Positronium production

We have made positronium atoms by accelerating positrons from our trap into a porous silica target (which was supplied by Laszlo Liskay in Saclay). We observe the positronium atoms by single shot positronium annihilation lifetime spectroscopy (SSPALS – see here for more information). In this technique we record the gamma photons emitted as the positrons and positronium atoms annihilate. Approximately 50% of the positrons annihilate in the target, producing the large gamma peak observed within the first 20 ns of the trace below. Of the Ps atoms formed, around one quarter are in the very short-lived singlet state (para-positronium). With a lifetime against annihilation of only 120 ps, these atoms also contribute to the large peak. The remaining atoms occupy the triplet state (ortho-positronium) which, with a lifetime against annihilation of 142 ns, lives for over 1000 times longer than p-Ps. This increased lifetime leads to a long tail in the SSPALS trace which is characteristic of positronium generation.

The figure below shows two SSPALS data-sets: one taken with a porous silica target and one with a metal target. In both cases the implantation energy was 1 keV. In the case of the metal target (grey data) we observe no Ps formation, and there is only signal from positron annihilation. However, with  porous silica target (blue data) we record increased signal at times greater than 40 ns after implantation: the signature of Ps formation.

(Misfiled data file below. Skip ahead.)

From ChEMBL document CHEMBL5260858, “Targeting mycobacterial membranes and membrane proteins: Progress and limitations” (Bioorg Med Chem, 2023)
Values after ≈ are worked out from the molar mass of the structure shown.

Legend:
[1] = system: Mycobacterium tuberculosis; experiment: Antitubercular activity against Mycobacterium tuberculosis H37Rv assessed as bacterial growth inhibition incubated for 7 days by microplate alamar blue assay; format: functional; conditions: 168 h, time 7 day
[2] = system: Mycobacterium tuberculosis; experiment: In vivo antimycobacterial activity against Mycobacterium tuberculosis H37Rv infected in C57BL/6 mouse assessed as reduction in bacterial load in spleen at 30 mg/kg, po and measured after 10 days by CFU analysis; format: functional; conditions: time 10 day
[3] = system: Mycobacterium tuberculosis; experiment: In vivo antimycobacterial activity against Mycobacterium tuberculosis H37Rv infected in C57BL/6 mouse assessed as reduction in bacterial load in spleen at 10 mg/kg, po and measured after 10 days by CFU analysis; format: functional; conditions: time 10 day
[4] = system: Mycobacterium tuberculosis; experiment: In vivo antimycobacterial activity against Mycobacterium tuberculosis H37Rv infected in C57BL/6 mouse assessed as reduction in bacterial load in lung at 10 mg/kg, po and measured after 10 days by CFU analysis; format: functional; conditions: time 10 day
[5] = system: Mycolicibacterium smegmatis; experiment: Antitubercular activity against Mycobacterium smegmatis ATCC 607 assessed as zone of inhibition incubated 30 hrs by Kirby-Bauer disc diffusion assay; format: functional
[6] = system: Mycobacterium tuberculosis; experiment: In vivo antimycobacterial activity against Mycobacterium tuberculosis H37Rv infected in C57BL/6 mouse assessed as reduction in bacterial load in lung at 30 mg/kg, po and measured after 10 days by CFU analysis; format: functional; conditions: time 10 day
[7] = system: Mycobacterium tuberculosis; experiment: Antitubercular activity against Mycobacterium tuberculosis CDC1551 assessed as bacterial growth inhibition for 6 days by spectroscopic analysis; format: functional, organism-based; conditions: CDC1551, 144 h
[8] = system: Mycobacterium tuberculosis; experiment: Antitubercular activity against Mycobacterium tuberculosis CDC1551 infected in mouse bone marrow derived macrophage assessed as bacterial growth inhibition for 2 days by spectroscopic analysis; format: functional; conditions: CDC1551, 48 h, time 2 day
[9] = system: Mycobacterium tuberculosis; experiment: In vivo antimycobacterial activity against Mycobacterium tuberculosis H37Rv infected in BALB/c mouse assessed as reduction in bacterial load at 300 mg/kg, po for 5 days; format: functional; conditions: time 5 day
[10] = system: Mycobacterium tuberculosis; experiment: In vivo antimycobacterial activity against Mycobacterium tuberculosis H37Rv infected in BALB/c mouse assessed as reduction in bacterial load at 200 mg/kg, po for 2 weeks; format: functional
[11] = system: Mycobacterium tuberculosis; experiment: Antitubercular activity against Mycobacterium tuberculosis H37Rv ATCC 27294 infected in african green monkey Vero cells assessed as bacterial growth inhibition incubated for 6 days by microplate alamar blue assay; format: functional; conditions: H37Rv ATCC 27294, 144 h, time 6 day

sspals

The porous silica target used in this experiment is an efficient source of cold Ps atoms. The incident positrons are accelerated into the bulk material, where they can either anniliate or form Ps. Once Ps has been formed it can diffuse out of the bulk and into the pores. Collisions with the walls of these pores cools the Ps atoms, ultimately to the lowest quantum state of the potential well. The cooled atoms can then diffuse out of the target through the interconnected pores and into the vacuum.

Ps_drawing

Leave a Reply

Fill in your details below or click an icon to log in:

WordPress.com Logo

You are commenting using your WordPress.com account. Log Out / Change )

Twitter picture

You are commenting using your Twitter account. Log Out / Change )

Facebook photo

You are commenting using your Facebook account. Log Out / Change )

Google+ photo

You are commenting using your Google+ account. Log Out / Change )

Connecting to %s